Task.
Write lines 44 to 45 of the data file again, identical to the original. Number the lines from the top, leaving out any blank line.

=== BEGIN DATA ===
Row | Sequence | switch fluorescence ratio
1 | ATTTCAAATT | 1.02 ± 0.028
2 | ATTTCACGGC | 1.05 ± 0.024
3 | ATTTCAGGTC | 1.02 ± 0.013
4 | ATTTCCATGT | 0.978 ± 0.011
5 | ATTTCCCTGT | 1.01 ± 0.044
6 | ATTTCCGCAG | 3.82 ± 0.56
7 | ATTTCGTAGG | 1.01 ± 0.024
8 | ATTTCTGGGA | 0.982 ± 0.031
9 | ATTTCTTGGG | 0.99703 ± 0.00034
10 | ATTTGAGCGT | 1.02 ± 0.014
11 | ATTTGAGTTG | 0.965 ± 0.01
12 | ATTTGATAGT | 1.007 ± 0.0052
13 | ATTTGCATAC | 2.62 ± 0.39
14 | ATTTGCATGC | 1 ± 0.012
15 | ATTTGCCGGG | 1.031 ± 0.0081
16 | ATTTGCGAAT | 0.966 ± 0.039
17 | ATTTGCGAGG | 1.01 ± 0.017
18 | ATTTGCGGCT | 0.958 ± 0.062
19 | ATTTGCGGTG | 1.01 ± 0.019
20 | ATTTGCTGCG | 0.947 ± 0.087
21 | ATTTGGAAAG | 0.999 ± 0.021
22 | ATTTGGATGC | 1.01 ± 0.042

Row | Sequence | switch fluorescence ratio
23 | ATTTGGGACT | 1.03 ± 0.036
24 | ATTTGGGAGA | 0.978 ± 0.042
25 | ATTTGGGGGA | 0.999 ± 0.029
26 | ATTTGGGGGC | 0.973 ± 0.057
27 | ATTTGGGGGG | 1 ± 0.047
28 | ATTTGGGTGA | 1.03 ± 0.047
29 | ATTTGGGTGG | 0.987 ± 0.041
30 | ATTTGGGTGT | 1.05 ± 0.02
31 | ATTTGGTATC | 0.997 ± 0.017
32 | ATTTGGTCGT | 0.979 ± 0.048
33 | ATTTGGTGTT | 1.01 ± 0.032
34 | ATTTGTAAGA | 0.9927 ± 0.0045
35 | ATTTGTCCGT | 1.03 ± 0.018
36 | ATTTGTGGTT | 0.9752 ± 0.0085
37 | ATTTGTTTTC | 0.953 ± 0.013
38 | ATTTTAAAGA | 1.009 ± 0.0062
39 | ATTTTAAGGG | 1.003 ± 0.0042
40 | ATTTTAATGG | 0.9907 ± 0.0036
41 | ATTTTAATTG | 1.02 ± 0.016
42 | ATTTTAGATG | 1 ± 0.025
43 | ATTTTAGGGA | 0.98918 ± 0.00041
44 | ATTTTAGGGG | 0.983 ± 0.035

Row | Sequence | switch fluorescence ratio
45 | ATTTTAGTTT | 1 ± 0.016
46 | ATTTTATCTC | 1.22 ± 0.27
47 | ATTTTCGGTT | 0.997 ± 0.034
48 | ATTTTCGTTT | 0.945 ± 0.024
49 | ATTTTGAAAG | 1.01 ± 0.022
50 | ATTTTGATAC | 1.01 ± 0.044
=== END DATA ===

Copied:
42 | ATTTTAGATG | 1 ± 0.025
43 | ATTTTAGGGA | 0.98918 ± 0.00041